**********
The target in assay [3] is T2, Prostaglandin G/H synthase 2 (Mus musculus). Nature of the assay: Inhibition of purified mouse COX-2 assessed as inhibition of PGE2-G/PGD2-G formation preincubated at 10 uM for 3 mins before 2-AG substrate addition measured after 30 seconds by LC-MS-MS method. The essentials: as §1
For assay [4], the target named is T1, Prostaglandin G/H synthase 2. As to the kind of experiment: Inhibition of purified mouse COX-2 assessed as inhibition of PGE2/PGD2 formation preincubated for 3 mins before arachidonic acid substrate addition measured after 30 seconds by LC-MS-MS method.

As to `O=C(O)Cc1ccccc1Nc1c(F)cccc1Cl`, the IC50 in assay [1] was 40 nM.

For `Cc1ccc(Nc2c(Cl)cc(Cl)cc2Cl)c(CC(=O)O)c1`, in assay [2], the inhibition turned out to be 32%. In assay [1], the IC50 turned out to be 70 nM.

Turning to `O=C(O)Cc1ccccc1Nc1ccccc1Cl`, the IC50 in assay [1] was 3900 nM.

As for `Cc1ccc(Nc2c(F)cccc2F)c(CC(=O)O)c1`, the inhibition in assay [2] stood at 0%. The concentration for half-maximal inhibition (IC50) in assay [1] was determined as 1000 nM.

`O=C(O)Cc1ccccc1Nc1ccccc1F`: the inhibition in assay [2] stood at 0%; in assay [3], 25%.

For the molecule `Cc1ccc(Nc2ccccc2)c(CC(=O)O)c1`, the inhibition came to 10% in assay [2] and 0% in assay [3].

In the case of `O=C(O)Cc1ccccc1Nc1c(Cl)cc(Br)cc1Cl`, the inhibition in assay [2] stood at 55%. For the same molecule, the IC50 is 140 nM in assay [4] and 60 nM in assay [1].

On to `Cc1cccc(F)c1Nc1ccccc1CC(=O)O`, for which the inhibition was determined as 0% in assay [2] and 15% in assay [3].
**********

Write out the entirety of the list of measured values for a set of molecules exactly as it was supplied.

The target in assay [3] is T2, Prostaglandin G/H synthase 2 (Mus musculus). Nature of the assay: Inhibition of purified mouse COX-2 assessed as inhibition of PGE2-G/PGD2-G formation preincubated at 10 uM for 3 mins before 2-AG substrate addition measured after 30 seconds by LC-MS-MS method. The essentials: as §1
For assay [4], the target named is T1, Prostaglandin G/H synthase 2. As to the kind of experiment: Inhibition of purified mouse COX-2 assessed as inhibition of PGE2/PGD2 formation preincubated for 3 mins before arachidonic acid substrate addition measured after 30 seconds by LC-MS-MS method.

As to `O=C(O)Cc1ccccc1Nc1c(F)cccc1Cl`, the IC50 in assay [1] was 40 nM.

For `Cc1ccc(Nc2c(Cl)cc(Cl)cc2Cl)c(CC(=O)O)c1`, in assay [2], the inhibition turned out to be 32%. In assay [1], the IC50 turned out to be 70 nM.

Turning to `O=C(O)Cc1ccccc1Nc1ccccc1Cl`, the IC50 in assay [1] was 3900 nM.

As for `Cc1ccc(Nc2c(F)cccc2F)c(CC(=O)O)c1`, the inhibition in assay [2] stood at 0%. The concentration for half-maximal inhibition (IC50) in assay [1] was determined as 1000 nM.

`O=C(O)Cc1ccccc1Nc1ccccc1F`: the inhibition in assay [2] stood at 0%; in assay [3], 25%.

For the molecule `Cc1ccc(Nc2ccccc2)c(CC(=O)O)c1`, the inhibition came to 10% in assay [2] and 0% in assay [3].

In the case of `O=C(O)Cc1ccccc1Nc1c(Cl)cc(Br)cc1Cl`, the inhibition in assay [2] stood at 55%. For the same molecule, the IC50 is 140 nM in assay [4] and 60 nM in assay [1].

On to `Cc1cccc(F)c1Nc1ccccc1CC(=O)O`, for which the inhibition was determined as 0% in assay [2] and 15% in assay [3].